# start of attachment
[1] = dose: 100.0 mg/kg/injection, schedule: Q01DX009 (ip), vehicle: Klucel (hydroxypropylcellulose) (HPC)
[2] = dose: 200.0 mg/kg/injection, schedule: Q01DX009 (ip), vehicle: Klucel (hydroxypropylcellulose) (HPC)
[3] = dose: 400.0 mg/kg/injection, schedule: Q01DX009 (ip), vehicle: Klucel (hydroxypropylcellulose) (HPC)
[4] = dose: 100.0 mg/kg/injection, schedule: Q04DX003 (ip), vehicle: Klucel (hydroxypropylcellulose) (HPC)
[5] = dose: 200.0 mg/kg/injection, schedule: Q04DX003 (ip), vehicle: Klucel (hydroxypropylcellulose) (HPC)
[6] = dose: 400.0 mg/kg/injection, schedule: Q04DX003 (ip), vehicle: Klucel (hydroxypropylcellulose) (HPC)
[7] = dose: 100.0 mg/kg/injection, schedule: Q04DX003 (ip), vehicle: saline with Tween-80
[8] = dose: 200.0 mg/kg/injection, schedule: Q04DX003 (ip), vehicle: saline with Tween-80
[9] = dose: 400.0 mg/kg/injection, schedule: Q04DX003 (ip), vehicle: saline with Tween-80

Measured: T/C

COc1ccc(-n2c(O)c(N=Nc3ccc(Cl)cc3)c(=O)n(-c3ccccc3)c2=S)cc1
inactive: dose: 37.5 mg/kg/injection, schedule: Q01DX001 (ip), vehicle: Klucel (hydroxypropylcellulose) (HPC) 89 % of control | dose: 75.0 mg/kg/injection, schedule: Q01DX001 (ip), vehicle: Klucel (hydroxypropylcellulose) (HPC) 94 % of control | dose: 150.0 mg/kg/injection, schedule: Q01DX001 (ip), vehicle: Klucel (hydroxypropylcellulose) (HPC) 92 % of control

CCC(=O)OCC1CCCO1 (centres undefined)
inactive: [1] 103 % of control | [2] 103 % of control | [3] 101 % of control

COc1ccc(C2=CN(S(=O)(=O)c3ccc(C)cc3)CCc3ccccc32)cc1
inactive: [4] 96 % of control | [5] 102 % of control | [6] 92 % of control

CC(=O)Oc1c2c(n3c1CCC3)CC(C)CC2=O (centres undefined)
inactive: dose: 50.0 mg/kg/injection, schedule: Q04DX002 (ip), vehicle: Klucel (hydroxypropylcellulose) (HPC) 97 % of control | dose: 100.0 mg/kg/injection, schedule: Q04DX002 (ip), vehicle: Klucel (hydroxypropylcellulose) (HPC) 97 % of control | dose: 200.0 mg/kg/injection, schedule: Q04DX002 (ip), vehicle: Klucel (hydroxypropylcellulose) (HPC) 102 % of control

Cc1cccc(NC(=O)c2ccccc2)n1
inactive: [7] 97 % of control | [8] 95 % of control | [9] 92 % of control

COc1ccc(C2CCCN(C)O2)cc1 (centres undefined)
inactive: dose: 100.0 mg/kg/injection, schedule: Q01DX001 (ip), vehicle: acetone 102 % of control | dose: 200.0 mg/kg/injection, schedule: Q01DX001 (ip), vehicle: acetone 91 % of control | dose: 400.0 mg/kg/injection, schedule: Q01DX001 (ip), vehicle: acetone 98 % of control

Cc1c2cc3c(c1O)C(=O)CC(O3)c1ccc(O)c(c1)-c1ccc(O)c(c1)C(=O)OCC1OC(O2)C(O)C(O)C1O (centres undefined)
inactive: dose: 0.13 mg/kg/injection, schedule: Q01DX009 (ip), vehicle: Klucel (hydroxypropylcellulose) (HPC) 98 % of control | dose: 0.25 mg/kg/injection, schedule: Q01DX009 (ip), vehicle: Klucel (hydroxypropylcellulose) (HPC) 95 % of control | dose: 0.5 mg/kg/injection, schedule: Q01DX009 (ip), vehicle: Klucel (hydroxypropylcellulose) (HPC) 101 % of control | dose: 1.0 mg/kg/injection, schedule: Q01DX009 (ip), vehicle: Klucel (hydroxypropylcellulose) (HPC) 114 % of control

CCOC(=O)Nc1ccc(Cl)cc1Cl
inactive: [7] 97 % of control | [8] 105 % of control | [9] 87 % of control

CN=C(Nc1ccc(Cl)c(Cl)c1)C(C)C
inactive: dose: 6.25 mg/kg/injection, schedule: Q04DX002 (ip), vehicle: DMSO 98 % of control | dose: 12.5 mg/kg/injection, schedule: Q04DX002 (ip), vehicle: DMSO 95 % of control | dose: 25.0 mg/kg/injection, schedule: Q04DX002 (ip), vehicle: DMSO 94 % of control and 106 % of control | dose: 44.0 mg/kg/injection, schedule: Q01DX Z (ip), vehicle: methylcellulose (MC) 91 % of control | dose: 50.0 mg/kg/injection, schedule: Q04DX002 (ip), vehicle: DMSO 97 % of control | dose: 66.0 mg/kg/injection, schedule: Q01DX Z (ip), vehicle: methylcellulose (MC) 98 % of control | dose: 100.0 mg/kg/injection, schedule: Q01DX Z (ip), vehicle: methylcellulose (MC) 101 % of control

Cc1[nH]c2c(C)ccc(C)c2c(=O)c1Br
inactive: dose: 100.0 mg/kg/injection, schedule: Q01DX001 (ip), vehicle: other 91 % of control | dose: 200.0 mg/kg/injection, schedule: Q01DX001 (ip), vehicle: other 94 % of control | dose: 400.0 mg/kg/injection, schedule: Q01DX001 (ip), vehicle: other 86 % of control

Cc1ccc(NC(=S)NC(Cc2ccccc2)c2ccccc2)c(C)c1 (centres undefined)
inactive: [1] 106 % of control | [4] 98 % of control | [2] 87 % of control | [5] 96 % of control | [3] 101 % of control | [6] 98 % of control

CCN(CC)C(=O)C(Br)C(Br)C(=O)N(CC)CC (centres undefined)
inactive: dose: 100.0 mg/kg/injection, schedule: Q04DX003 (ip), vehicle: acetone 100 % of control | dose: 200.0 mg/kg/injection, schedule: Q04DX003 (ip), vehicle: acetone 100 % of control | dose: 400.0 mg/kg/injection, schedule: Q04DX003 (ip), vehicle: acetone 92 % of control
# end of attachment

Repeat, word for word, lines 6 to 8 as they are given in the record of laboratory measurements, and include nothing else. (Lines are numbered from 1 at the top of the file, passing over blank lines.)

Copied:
[6] = dose: 400.0 mg/kg/injection, schedule: Q04DX003 (ip), vehicle: Klucel (hydroxypropylcellulose) (HPC)
[7] = dose: 100.0 mg/kg/injection, schedule: Q04DX003 (ip), vehicle: saline with Tween-80
[8] = dose: 200.0 mg/kg/injection, schedule: Q04DX003 (ip), vehicle: saline with Tween-80